How do you define manly, anyway?

Some Thursday things:

-The best novel ever for a man. (on the Guardian‘s books blog). Must be some man-holiday that I wasn’t aware of, because I also ran across the Top 10 Most Manly Writers Ever, defined, apparently, this way: “in their fiction, the liquor is always strong, the women willing, and wildlife had best take cover”(enotes book blog, via Bookfox).*

-It’s the old what-should-we call-it? discussion of (creative) nonfiction. I’m not ready to lump myself in as a Realtor just yet.   And also, didn’t anyone tell Barbara Tuchman that there are trademark issues involved there? The proofreader/copyeditor in me wonders if the Chronicle of Higher Ed was wise to leave that label lower-cased. (via Practicing Writing)

-Who knows if there are any left, but Moleskine notebooks are currently on sale for $1.99 here. It’s a $20 value! Not available in stores!
Ahem. Clearly, I’ve been watching too much TV too close to the holidays. (via Moleskinerie)

-This video is a nice tie-in to my recent post on writers on the big screen.  (ReadingWritingLiving)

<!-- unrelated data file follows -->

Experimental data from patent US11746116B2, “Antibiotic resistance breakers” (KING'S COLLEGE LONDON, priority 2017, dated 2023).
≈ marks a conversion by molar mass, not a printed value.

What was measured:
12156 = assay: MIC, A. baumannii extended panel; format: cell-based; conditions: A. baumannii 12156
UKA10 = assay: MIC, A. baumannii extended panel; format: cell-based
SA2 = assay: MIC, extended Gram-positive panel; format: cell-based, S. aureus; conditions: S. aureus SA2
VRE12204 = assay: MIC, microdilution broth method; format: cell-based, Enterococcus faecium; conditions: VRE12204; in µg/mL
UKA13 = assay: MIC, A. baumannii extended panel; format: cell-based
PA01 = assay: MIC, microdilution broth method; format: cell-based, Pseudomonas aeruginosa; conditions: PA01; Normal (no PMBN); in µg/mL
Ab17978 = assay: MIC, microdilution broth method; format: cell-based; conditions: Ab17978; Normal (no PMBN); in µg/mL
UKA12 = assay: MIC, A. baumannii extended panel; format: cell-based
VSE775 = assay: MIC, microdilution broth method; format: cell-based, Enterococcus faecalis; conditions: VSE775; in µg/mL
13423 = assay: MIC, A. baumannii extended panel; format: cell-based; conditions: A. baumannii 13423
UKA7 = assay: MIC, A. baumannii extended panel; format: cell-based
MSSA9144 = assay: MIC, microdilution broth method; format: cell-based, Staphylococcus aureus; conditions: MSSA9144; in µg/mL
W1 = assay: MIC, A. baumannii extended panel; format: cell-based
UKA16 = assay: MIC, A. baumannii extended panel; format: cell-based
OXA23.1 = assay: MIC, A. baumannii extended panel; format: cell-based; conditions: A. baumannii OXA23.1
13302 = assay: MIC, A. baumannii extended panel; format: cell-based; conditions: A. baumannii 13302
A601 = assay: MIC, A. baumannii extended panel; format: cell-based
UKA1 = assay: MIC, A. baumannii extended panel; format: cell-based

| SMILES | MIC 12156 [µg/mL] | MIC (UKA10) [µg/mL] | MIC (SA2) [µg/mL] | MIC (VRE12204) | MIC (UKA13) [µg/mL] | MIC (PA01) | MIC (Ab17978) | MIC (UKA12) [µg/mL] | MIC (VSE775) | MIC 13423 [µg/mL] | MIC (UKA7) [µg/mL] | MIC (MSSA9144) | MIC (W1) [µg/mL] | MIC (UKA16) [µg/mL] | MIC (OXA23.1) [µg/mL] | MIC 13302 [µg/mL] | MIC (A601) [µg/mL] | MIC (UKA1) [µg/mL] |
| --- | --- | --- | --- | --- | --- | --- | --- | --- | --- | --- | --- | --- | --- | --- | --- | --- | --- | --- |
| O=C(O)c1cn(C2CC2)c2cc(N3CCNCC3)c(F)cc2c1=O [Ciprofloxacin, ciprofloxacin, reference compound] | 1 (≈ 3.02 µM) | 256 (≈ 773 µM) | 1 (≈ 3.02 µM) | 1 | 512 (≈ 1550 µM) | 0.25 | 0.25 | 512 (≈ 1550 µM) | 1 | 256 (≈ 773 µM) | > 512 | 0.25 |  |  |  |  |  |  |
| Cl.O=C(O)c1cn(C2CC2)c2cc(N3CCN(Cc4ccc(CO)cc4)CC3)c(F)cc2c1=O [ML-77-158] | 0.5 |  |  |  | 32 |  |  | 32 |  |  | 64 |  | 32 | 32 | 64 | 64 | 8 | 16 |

-And now, for silliness. This cracks me up.

*Seriously, have you ever seen a list like this for women? The Most Womanly Writers Ever? Or, the Best Novel Ever for a Woman?

There’s a reason you’ve never seen it, believe me.


2 thoughts on “How do you define manly, anyway?

  1. Oh, I just hate the label “creative nonfiction.” I hate “narrative” nonfiction too. I frankly don’t see what the problem is with good old “nonfiction,” and discussing its subgenres as necessary. Tuchman is not a Realtor (thank god, there’s enough realtors in the world), she writes History. Augusten Burroughs writes “memoirs,” and “essays.” William Langewiesche writes “beautiful, beautiful nonfiction.”

    Okay, that last one might be a TAD subjective. But you get my point. It may be creative, it may be narrative, but let’s stop mucking about worrying about the terms and just keep reading and writing nonfiction. Period.

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